Value Based Payment

Why providers are struggling to succeed under value-based care

January 26, 2024 2:43 pm

An obvious question that has often been overlooked in the rush to promote value-based care (VBC) is whether providers are equipped to navigate the transition from volume to value.

Findings of a survey of providers and payers published in September suggest that there are reasons for concern.a Many providers report that capability gaps are negatively affecting their performance in VBC programs, and many are unhappy with their contracts in these programs, which they perceive as favoring payers. Providers are also encountering more-fundamental obstacles to success, most notably including:

  • Fragmentation of the healthcare financing system, which ends up blunting cost-saving incentives under VBC
  • A medical culture that has trouble acknowledging the need for cost-benefit tradeoffs

Worrisome survey findings

A closer look at the specifics around capability gaps and contract concerns offers deeper insight into how and why these forces are impeding progress toward widespread success in the adoption of VBC programs.

Let’s start with capability gaps. The survey asked respondents whether capability gaps in a variety of areas have negatively affected the clinical and/or financial performance of their VBC programs. Three-quarters of provider respondents reported that gaps in data availability have produced negative effects, while two-thirds reported that gaps in analytical capabilities and IT/digital capabilities have done so. Smaller but still substantial numbers of respondents also reported having gaps in contracting expertise, risk management, financial planning, clinical care management and staff/skill sets.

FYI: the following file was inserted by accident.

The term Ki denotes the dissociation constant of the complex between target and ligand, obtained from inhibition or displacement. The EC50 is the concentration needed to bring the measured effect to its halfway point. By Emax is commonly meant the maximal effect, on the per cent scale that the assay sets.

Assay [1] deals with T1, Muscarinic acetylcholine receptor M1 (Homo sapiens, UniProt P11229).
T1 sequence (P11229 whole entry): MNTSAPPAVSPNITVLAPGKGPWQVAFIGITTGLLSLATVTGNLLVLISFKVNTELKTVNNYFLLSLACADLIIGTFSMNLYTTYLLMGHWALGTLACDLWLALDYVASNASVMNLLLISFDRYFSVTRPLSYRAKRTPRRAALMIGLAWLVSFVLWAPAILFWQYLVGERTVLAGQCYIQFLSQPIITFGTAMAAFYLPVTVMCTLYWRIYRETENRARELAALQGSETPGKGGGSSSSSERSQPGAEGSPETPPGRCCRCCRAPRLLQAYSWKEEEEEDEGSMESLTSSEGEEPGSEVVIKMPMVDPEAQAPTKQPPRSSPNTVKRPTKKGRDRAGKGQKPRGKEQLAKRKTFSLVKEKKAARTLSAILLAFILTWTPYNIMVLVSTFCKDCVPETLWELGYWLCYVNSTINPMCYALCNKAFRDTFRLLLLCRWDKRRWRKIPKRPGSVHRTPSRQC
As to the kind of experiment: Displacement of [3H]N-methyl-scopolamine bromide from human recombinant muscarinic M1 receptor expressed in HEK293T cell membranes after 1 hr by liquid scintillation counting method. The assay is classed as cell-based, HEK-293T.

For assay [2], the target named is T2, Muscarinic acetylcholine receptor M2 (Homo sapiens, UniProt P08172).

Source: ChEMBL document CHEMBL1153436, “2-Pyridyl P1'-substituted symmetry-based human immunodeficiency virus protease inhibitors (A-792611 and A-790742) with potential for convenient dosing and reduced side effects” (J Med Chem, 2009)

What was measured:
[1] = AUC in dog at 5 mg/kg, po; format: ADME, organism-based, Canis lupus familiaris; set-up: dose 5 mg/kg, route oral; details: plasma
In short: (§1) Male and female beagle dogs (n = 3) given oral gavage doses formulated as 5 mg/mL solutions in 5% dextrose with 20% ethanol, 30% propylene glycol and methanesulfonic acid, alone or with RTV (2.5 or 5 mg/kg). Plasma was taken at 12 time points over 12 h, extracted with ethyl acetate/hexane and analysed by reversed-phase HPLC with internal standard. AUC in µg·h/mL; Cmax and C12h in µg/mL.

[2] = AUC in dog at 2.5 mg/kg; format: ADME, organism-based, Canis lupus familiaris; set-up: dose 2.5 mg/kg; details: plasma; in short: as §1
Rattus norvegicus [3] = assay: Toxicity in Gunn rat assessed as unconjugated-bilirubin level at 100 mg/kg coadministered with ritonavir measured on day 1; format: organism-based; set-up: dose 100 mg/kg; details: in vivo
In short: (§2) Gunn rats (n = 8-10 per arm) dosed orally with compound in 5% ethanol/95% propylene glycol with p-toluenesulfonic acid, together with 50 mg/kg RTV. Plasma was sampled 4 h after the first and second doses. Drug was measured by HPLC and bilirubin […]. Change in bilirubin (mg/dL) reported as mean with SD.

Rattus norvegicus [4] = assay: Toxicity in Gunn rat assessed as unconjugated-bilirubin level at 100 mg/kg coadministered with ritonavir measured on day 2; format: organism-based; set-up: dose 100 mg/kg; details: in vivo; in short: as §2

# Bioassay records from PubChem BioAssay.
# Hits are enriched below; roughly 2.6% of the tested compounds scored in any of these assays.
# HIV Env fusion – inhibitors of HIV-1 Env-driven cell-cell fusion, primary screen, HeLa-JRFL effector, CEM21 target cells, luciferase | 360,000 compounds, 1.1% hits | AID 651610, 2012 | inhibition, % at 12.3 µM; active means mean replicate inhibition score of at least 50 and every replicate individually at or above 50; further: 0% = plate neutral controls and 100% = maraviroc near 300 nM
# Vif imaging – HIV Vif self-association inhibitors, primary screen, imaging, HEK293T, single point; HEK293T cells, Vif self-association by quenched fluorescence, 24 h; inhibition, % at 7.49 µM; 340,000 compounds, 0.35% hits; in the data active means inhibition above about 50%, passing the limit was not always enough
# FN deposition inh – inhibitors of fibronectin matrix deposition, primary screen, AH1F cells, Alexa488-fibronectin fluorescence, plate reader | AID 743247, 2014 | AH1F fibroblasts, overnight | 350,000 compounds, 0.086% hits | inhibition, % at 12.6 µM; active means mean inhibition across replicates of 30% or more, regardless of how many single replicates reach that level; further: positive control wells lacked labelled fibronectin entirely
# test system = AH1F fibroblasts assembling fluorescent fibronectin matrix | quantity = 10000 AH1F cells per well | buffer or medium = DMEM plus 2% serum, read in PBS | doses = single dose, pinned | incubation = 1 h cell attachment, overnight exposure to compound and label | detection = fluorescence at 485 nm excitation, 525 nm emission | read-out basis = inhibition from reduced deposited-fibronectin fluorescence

Perceptions about the organizations one does business with can sometimes be as revealing as perceptions about one’s own organization. With this in mind, the survey also asked respondents whether they believed capability gaps in the organizations with which they have VBC contracts have negatively affected the performance of those organizations. In every area, payers were much more likely to say that their provider counterparts have capability gaps than providers were to have the same concern about their payer counterparts. (See the exhibit below.) In other words, providers seem to believe payers are prepared to succeed in a VBC world, while payers doubt that providers are.